FROM THE SALINE COUNTY CIRCUIT COURT [NO. 63CR-16-196]
HONORABLE JOHN W. LANGSTON, SPECIAL JUDGE
Brent Standridge, Saline County Deputy Public Defender, for
Rutledge, Att'y Gen., by: David L. Eanes Jr., Ass't
Att'y Gen., for appellee.
KENNETH S. HIXSON, JUDGE.
September 28, 2016, appellant Breanna Rene Talbert pleaded
guilty to negligent homicide and two counts of third-degree
battery. These charges arose out of an incident where Breanna
negligently operated her motor vehicle by traveling on the
wrong side of the road, resulting in a collision that killed
the driver of the other vehicle and injured two passengers.
On October 6, 2016, the trial court entered an amended
sentencing order placing Breanna on one year of probation for
each of these offenses. Among other things, Breanna's
conditions of probation prohibited her from drinking alcohol
or using controlled substances.
12, 2017, the State filed a petition to revoke Breanna's
probation, alleging that she violated the conditions of her
by testing positive for alcohol and controlled substances on
multiple occasions. The revocation petition further alleged
that Breanna had admitted using cocaine, marijuana, and
alcohol during her probation. After a revocation hearing held
on August 13, 2017, the trial court found that Breanna had
violated her probation conditions, and a sentencing hearing
was subsequently held on September 13, 2017. Pursuant to a
sentencing order entered on September 18, 2017, the trial
court revoked Breanna's probation and sentenced her to
three concurrent one-year terms of incarceration in the
appeal, Breanna concedes that there was sufficient evidence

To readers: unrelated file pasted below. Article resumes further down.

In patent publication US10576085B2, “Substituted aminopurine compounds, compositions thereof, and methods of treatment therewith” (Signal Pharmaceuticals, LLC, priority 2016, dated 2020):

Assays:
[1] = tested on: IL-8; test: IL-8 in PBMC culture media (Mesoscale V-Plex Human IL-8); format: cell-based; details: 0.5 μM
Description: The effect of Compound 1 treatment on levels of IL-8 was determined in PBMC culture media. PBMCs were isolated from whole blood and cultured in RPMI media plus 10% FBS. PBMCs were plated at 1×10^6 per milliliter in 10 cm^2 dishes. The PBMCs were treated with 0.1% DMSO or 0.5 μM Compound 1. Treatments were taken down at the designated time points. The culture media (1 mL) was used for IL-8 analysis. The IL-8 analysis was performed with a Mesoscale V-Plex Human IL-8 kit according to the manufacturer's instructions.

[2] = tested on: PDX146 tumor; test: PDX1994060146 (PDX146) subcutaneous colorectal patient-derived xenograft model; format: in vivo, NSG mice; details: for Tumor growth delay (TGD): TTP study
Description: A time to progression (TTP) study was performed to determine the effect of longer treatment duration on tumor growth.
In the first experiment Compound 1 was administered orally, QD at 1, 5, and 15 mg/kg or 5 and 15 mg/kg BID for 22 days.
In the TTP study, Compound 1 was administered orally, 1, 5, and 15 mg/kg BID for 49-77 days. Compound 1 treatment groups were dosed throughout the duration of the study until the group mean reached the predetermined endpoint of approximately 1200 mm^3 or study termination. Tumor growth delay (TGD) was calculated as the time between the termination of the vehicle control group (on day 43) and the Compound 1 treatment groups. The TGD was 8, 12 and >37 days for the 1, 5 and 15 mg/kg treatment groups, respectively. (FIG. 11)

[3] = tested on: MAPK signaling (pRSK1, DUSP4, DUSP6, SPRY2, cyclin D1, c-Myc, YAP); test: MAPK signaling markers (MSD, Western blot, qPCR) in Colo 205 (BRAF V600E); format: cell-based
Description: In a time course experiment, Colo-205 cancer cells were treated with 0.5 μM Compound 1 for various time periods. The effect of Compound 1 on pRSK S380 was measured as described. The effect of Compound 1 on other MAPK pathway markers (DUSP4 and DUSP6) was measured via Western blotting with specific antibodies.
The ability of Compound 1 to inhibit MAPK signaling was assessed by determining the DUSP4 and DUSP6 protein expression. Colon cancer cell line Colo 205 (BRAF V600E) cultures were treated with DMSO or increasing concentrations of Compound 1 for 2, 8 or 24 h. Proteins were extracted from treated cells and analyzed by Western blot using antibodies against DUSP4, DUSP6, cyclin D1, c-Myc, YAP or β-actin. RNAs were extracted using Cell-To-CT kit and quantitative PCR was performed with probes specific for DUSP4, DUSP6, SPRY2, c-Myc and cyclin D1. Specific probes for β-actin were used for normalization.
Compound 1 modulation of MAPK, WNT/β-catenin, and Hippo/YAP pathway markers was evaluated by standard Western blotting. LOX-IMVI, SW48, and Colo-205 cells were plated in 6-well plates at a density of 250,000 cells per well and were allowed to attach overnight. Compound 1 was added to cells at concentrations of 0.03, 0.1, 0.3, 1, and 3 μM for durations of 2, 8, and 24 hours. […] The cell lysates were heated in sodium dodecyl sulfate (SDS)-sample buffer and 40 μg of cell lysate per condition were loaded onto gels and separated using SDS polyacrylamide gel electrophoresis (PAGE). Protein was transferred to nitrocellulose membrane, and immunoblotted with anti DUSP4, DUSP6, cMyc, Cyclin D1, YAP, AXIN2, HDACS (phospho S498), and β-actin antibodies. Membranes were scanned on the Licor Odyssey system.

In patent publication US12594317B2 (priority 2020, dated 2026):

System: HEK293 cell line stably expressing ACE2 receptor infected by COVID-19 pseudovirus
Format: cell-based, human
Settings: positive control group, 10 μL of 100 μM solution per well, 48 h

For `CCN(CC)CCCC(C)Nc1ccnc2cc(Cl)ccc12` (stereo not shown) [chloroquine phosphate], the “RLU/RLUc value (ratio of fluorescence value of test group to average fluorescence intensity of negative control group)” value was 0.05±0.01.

to warrant a revocation of her probation for failing drug
tests and admitting that she used prohibited substances. Her
only point on appeal concerns her sentencing. Breanna argues
that the jail term of one year, which was the maximum term
she could have received, was unduly harsh and constituted an
abuse of the trial court's discretion. Breanna contends
that the trial court instead should have continued her
probation with the condition that she undergo a
drug-treatment rehabilitation program at her expense. We
probation officer, Debbie Gorham, testified at the revocation
hearing. Ms. Gorham stated that she periodically tested
Breanna for alcohol and controlled substances and that
Breanna tested positive on numerous occasions. During 2017,
Breanna tested positive for cocaine and alcohol on January
12; cocaine on February 9; cocaine on March 14; cocaine,
alcohol, marijuana, and amphetamines on April 26; and
cocaine, alcohol, marijuana, and benzodiazepines on May 26.
In addition, on May 24 Breanna admitted using cocaine,
alcohol, and marijuana. Ms. Gorham testified that, between
the time the petition for revocation was filed on June 12,
2017, and the revocation hearing, Breanna's bimonthly
drug-and-alcohol screens had been negative. Ms. Gorham
further testified that, other than using drugs and alcohol,
Breanna had complied with her remaining conditions, including
reporting to probation and paying fines and restitution. On
cross-examination, Ms. Gorham stated that although Breanna
underwent a drug-and-alcohol assessment as a condition of her
probation, there had been no recommendation or referral for
her to undergo treatment.
testified on her own behalf, and she did not contest the
positive drug tests. Breanna testified that her grandmother
had paid her fines and restitution, while she had used money